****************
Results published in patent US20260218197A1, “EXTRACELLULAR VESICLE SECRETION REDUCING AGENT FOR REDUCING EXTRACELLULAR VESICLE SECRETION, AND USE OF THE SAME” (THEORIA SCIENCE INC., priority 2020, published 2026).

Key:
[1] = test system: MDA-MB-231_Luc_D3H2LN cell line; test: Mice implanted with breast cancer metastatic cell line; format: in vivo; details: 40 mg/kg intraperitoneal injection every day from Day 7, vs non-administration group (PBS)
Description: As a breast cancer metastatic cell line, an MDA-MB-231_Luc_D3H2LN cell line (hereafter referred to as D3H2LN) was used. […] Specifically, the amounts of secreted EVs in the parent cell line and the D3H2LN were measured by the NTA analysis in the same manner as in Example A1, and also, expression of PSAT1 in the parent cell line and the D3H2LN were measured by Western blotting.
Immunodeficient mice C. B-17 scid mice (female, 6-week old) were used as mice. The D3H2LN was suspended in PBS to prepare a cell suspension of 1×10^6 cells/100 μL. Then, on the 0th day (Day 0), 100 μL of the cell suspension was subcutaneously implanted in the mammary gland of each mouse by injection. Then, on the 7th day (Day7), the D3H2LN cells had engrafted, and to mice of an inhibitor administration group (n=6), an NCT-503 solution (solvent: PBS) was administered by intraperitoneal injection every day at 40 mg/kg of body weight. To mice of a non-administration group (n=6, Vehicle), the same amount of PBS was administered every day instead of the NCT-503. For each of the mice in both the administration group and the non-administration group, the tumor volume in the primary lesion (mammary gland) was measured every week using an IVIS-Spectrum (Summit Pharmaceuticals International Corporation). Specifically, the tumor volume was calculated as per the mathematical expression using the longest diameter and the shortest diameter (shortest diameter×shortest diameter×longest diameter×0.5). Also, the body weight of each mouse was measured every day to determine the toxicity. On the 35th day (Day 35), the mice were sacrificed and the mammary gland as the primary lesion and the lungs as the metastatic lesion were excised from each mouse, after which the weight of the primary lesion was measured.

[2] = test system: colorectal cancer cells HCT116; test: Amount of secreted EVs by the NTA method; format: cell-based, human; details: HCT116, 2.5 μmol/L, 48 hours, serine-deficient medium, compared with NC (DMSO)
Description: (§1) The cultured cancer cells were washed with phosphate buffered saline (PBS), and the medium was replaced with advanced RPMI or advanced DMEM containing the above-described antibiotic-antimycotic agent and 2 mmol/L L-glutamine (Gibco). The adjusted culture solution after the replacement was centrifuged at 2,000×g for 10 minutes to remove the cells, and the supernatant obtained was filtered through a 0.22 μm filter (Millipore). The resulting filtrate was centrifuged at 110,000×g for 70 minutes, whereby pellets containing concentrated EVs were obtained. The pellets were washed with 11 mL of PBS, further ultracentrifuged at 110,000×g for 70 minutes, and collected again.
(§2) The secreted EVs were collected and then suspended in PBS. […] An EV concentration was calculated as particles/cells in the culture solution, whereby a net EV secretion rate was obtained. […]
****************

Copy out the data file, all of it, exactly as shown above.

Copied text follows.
Results published in patent US20260218197A1, “EXTRACELLULAR VESICLE SECRETION REDUCING AGENT FOR REDUCING EXTRACELLULAR VESICLE SECRETION, AND USE OF THE SAME” (THEORIA SCIENCE INC., priority 2020, published 2026).

Key:
[1] = test system: MDA-MB-231_Luc_D3H2LN cell line; test: Mice implanted with breast cancer metastatic cell line; format: in vivo; details: 40 mg/kg intraperitoneal injection every day from Day 7, vs non-administration group (PBS)
Description: As a breast cancer metastatic cell line, an MDA-MB-231_Luc_D3H2LN cell line (hereafter referred to as D3H2LN) was used. […] Specifically, the amounts of secreted EVs in the parent cell line and the D3H2LN were measured by the NTA analysis in the same manner as in Example A1, and also, expression of PSAT1 in the parent cell line and the D3H2LN were measured by Western blotting.
Immunodeficient mice C. B-17 scid mice (female, 6-week old) were used as mice. The D3H2LN was suspended in PBS to prepare a cell suspension of 1×10^6 cells/100 μL. Then, on the 0th day (Day 0), 100 μL of the cell suspension was subcutaneously implanted in the mammary gland of each mouse by injection. Then, on the 7th day (Day7), the D3H2LN cells had engrafted, and to mice of an inhibitor administration group (n=6), an NCT-503 solution (solvent: PBS) was administered by intraperitoneal injection every day at 40 mg/kg of body weight. To mice of a non-administration group (n=6, Vehicle), the same amount of PBS was administered every day instead of the NCT-503. For each of the mice in both the administration group and the non-administration group, the tumor volume in the primary lesion (mammary gland) was measured every week using an IVIS-Spectrum (Summit Pharmaceuticals International Corporation). Specifically, the tumor volume was calculated as per the mathematical expression using the longest diameter and the shortest diameter (shortest diameter×shortest diameter×longest diameter×0.5). Also, the body weight of each mouse was measured every day to determine the toxicity. On the 35th day (Day 35), the mice were sacrificed and the mammary gland as the primary lesion and the lungs as the metastatic lesion were excised from each mouse, after which the weight of the primary lesion was measured.

[2] = test system: colorectal cancer cells HCT116; test: Amount of secreted EVs by the NTA method; format: cell-based, human; details: HCT116, 2.5 μmol/L, 48 hours, serine-deficient medium, compared with NC (DMSO)
Description: (§1) The cultured cancer cells were washed with phosphate buffered saline (PBS), and the medium was replaced with advanced RPMI or advanced DMEM containing the above-described antibiotic-antimycotic agent and 2 mmol/L L-glutamine (Gibco). The adjusted culture solution after the replacement was centrifuged at 2,000×g for 10 minutes to remove the cells, and the supernatant obtained was filtered through a 0.22 μm filter (Millipore). The resulting filtrate was centrifuged at 110,000×g for 70 minutes, whereby pellets containing concentrated EVs were obtained. The pellets were washed with 11 mL of PBS, further ultracentrifuged at 110,000×g for 70 minutes, and collected again.
(§2) The secreted EVs were collected and then suspended in PBS. […] An EV concentration was calculated as particles/cells in the culture solution, whereby a net EV secretion rate was obtained. […]